Silverpeak Apothecary by Tanagram Design. Photography by Michael Brands.

4. Firm: Tanagram Design

Project: Silverpeak Apothecary. 

Location: Aspen, Colorado. 

Standout: In Colorado, legal marijuana is transforming the retail scene with pot shops popping up everywhere. In Aspen, you can expect them to look a little nicer. That’s where Tanagram Design turned Silverpeak Apothecary into a luxe environment with warm wood accents and sleek display cases that are a far cry from tie-dye and plywood. 

Pineapple Express by the McBride Company. Photography courtesy of the McBride Company.

5. Firm: The McBride Company

Project: Pineapple Express

Standout: This national chain is biding its time until the federal legalization of marijuana—which they believe will happen in the next three years. But they’re ahead of the game with a design concept they’re planning to roll out across the U.S., inspired by the aesthetic of a refined Hawaiian resort. “We sought to address the many setbacks, inefficiencies and outdated technologies present in the current legal dispensary model,” says Pineapple Express founder Matthew Feinstein. “The McBride Company took our vision and delivered an ideal shop design that is unique, streamlined and incredibly memorable.” The design team rejects the traditional consultation counter we’re seeing at other marijuana dispensaries and instead embraces a true retail experience with touch screens, creative installations, bakery-like display cases, and plush furniture.

View the slideshow for more images from each project.

Continue reading Trending: 5 Marijuana Dispensaries Tap Into High Design

2018 Trends: Micro-Hospitals to Gain Popularity

E4H’s Jason Carney explains why micro-hospitals are preferred by health-care providers and how telehealth will continue to transform the industry. The architect also talks about what kind of projects meet the needs of patients and medical staff in 2018.
Jason Carney
Jason Carney, partner at E4H

As Baby Boomers age—10,000 Americans will turn 65 every day for the next 20 years—the total demand for inpatient care will witness enormous growth. With the number of mental health patients on the rise, micro-hospitals are steadily evolving into consumer-friendly environments, taking their cue from the hospitality industry. 

In addition, architects are prone to further incorporate digital technologies into how both patients and employees interact with and within medical spaces. So what features should health-care designers watch out for in 2018? Architect Jason Carney, partner at Environments for Health Architecture, shared his views with Commercial Property Executive, highlighting the industry’s top trends for 2018.

What are the major trends impacting the health-care industry today?

Carney: The trend of health care as a commodity continues in many different markets across the country. It’s driving the tailored placement of core services at convenient locations and in the design of consumer-friendly spaces that draw from the hospitality industry to attract patients. In these cases, market competition is driving providers to focus on building the “right” styles of facilities, with the “right” services, in the “right” places to attract patients, many of whom are increasingly making health-care provider decisions based on how close a facility is to mass transit, a highway off-ramp or a shopping center. Technological innovation and medical breakthroughs are accelerating changes in the way care is delivered and spaces are configured.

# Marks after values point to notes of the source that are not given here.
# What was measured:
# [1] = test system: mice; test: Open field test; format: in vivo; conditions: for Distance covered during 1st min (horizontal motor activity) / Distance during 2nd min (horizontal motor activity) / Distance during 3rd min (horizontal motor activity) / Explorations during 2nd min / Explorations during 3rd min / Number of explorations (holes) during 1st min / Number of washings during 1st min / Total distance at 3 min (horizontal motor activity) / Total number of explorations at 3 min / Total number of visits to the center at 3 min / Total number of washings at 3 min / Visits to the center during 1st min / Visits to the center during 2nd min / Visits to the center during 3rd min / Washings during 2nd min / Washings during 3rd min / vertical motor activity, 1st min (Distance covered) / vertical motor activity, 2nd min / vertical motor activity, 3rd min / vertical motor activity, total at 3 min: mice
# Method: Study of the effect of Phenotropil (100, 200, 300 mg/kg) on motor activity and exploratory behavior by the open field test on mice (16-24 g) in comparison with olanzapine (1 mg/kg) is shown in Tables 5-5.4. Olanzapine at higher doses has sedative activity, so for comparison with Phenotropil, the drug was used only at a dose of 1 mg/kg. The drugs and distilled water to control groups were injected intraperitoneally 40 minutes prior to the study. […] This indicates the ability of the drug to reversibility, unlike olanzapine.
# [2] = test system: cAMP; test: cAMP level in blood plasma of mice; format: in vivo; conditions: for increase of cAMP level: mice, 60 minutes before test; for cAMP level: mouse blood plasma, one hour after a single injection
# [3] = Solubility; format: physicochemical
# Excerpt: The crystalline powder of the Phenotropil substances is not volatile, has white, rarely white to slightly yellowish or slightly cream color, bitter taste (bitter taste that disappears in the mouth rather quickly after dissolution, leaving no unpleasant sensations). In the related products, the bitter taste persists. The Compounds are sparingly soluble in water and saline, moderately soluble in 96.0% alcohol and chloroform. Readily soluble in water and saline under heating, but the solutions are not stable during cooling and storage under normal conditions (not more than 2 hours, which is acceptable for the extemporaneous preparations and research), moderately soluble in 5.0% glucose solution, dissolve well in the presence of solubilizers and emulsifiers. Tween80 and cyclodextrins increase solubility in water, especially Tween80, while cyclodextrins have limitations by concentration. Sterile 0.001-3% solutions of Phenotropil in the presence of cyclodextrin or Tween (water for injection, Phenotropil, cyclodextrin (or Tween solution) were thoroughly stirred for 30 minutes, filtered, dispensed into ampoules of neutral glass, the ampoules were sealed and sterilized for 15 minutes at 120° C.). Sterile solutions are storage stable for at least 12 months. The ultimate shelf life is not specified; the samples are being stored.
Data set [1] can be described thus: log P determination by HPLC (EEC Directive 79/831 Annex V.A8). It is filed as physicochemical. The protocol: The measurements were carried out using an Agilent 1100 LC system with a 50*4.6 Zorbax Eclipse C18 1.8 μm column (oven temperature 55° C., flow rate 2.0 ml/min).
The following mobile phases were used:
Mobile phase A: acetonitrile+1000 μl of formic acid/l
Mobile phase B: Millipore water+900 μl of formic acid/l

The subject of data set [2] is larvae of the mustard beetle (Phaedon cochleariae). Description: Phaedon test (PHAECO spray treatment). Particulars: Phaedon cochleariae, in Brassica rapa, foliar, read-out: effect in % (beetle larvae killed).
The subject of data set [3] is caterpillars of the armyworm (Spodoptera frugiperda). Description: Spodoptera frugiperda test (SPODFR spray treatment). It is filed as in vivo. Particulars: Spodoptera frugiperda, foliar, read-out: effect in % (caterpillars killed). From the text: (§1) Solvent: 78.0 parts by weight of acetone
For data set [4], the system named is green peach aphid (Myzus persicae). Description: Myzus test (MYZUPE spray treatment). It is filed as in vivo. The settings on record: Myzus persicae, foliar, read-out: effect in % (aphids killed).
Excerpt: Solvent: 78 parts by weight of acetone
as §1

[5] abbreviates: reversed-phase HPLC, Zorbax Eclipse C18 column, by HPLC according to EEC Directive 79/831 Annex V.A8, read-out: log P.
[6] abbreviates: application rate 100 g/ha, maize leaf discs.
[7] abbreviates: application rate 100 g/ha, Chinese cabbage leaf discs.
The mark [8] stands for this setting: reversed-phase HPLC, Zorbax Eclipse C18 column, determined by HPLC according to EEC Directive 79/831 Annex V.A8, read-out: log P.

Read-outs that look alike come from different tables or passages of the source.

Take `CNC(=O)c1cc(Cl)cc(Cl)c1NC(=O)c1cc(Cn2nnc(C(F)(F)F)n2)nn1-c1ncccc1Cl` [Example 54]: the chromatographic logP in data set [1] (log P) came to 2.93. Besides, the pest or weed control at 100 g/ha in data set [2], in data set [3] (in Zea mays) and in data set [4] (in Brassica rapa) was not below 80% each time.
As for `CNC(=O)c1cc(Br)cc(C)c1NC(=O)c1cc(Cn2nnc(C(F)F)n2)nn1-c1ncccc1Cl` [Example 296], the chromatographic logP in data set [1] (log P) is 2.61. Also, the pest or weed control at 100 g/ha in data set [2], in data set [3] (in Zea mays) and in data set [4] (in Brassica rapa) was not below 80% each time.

It certainly seems that industry leaders are moving away from developing inpatient structures, while micro-hospitals are growing more popular. How does your vision fit in this general framework?

Carney: Long-term success of micro-hospitals requires flexibility. As growth occurs or markets change, micro-hospitals need to be able to adapt. It is important to understand the core medical services that are needed in each market to sustain a micro-hospital and how that facility may grow and adapt over time as the market changes.

How can outdated health-care facilities be upgraded and adapted to the needs of patients and staff in 2018?

Carney: Space within an existing hospital campus comes at a premium and must be thoughtfully designed to provide an optimal experience, utilization and return on investment. In some cases, the best choice is to remove outdated buildings and provide for replacement within the existing campus structure. 

One version we are seeing is the creation of the “hospital within a hospital”—essentially, a specialty hospital sited within the existing or reconfigured shell of a larger “host” hospital. These can include maternity hospitals, heart-focused hospitals or other specialty hospitals that sit inside a larger medical center. And whether it’s expanding access to telehealth or creating spaces, where appropriate, that feel more like extended-stay hotels than inpatient hospitals, opportunities abound to reconfigure existing hospital spaces to better serve patients.

Interview quote CPE Jason Carney 02

How can large-hospital services be integrated into smaller, off-campus facilities?

Carney: One leading solution we see health-care providers opting for is “micro-hospitals,” which are typically 15,000 to 50,000 square feet in size, open 24/7 and providing five to 15 inpatient beds for observation and short-stay use. Micro-hospitals are an affordable, effective way to provide a large variety of big-hospital services in the community, including surgery, radiology, emergency departments and related services.

At least 19 states now have at least one micro-hospital and many more are coming. Now that the Centers for Medicare and Medicaid Services have authorized micro-hospitals that have dedicated emergency departments as being eligible for both 340B discounted drug pricing and the Outpatient Prospective Payment System, we expect micro-hospitals will prove increasingly popular with providers and patients alike.